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    I was expecting to read a war story about a nightmarish memory corruption bug brought on by C or C++, or—acknowledging the possibility that the author might just be using “weak typing” as a derogatory term for dynamic typing—about either a nightmarish bug in their Ruby code or a sort of generalized slowdown and unpredictable problems in their development process due to dynamic typing. Indeed, the article starts out promising just that:

    it has become abundantly clear that the neglect and misuse of type-systems has had a sharply negative impact on our codebases

    However, in the following three thousand words of polemic, there is nothing at all to support this assertion, and indeed nothing more than a bunch of vague advocacy about how the author’s favorite way of programming is the One True Way.

    If you’ve already written code in a Hindley-Milner language and a dynamically-typed language, you will learn nothing from reading this essay except for psychological facts about the author.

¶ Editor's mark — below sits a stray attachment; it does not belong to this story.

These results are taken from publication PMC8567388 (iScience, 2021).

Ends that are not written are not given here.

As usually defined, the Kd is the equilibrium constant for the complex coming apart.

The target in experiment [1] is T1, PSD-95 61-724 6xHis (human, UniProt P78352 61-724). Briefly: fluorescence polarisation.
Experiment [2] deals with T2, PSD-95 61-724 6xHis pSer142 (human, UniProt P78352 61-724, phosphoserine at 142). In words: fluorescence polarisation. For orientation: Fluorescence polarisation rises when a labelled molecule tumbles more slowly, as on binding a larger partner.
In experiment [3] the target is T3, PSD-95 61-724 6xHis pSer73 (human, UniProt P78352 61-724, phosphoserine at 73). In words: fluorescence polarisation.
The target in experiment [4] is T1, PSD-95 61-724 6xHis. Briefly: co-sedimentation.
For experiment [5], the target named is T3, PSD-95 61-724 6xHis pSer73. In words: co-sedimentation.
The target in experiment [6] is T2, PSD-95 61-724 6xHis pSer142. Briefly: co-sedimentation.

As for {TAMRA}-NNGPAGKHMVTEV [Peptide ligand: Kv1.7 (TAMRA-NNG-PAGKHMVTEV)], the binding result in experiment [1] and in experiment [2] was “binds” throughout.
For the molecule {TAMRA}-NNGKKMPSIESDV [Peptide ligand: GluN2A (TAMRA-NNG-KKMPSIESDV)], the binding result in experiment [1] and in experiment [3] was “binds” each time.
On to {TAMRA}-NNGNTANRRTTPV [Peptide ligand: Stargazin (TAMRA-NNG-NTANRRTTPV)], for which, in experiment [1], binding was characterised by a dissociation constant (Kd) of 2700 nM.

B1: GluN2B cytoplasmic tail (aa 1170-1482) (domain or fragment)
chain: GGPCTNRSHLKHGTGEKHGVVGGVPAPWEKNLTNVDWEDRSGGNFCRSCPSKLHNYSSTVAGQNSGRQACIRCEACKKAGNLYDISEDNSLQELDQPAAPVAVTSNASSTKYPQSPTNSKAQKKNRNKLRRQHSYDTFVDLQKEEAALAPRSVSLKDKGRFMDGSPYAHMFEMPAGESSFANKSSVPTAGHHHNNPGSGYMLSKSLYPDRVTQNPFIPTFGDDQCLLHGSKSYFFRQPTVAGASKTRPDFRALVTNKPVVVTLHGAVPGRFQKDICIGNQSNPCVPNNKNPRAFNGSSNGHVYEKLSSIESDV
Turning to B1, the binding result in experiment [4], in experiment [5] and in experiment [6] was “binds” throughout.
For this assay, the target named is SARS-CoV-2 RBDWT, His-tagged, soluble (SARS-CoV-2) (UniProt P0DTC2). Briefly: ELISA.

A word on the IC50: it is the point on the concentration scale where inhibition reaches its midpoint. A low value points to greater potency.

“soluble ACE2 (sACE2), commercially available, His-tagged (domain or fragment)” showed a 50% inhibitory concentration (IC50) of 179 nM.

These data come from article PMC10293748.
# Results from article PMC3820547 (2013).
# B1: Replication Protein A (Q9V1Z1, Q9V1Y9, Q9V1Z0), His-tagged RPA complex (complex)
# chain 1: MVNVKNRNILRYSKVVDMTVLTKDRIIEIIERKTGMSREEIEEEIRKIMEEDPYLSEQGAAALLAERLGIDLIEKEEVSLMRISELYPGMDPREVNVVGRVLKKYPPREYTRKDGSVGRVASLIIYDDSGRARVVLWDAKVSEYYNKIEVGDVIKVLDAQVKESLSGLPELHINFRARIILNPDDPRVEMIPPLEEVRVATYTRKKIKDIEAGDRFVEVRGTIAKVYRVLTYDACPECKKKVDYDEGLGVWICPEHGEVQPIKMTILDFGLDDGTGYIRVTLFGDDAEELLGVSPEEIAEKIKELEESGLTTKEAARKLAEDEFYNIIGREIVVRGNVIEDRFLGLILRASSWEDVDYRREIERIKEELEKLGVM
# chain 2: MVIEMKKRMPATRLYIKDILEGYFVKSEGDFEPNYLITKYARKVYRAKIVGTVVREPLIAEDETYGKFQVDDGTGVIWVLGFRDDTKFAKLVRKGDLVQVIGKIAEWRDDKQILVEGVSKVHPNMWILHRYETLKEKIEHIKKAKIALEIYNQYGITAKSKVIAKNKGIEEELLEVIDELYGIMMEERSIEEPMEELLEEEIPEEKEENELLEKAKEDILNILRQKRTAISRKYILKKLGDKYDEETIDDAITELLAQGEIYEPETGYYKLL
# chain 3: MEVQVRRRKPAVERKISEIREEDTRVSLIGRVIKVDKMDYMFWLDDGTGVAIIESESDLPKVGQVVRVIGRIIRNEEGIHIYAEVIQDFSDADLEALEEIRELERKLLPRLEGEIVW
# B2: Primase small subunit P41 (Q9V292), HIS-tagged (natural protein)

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      I do say that we should Hindley-Milner all of the things. This should be a driving meme for us.

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        HINDLEY-MILNER ALL THE THINGS

        x: σ ∈ Γ


        Γ ⊢ x: σ

        x
        x

         x!
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          That has such a nice ring to it, I can totally hear the picket line chanting it now “variable x has type sigma in the context so the context proves x has type sigma”. “All for x, for all x!”

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      This article strikes me as a contrary indicator, like the hype about duck typing a few years ago.

      Implementing a precise type signature proves that the software does what it says on the tin.

      No. Typing constrains, but does not determine, semantics. And typing is orthogonal to implementation, which is all about keeping the promises on the tin.

      Names are totally useless for reasoning about software.

      That may be persuasive, if you are the sort who rejects all code documentation, but it assumes that you’ve already banned dynamic binding. So the argument circles back on itself.

      Programmers fall victim to reductionism, usually in cycles. This should not distract us from the real, but incremental, gains of languages like Scala and Haskell.